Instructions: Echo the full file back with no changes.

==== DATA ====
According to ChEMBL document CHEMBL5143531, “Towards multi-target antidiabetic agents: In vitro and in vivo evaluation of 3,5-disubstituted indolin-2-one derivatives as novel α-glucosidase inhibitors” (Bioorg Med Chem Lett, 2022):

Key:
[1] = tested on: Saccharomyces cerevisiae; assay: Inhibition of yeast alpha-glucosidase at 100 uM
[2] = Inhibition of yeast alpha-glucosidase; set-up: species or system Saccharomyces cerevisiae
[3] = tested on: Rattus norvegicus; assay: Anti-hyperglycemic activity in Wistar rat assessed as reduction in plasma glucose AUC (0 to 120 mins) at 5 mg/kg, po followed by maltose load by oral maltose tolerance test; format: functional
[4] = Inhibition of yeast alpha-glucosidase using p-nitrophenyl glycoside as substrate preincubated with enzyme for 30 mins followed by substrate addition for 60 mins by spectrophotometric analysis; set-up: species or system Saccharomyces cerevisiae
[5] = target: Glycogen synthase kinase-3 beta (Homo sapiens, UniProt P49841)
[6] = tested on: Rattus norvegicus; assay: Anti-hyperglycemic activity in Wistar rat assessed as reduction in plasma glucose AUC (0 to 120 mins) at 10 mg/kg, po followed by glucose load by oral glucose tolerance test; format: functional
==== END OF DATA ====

According to ChEMBL document CHEMBL5143531, “Towards multi-target antidiabetic agents: In vitro and in vivo evaluation of 3,5-disubstituted indolin-2-one derivatives as novel α-glucosidase inhibitors” (Bioorg Med Chem Lett, 2022):

Key:
[1] = tested on: Saccharomyces cerevisiae; assay: Inhibition of yeast alpha-glucosidase at 100 uM
[2] = Inhibition of yeast alpha-glucosidase; set-up: species or system Saccharomyces cerevisiae
[3] = tested on: Rattus norvegicus; assay: Anti-hyperglycemic activity in Wistar rat assessed as reduction in plasma glucose AUC (0 to 120 mins) at 5 mg/kg, po followed by maltose load by oral maltose tolerance test; format: functional
[4] = Inhibition of yeast alpha-glucosidase using p-nitrophenyl glycoside as substrate preincubated with enzyme for 30 mins followed by substrate addition for 60 mins by spectrophotometric analysis; set-up: species or system Saccharomyces cerevisiae
[5] = target: Glycogen synthase kinase-3 beta (Homo sapiens, UniProt P49841)
[6] = tested on: Rattus norvegicus; assay: Anti-hyperglycemic activity in Wistar rat assessed as reduction in plasma glucose AUC (0 to 120 mins) at 10 mg/kg, po followed by glucose load by oral glucose tolerance test; format: functional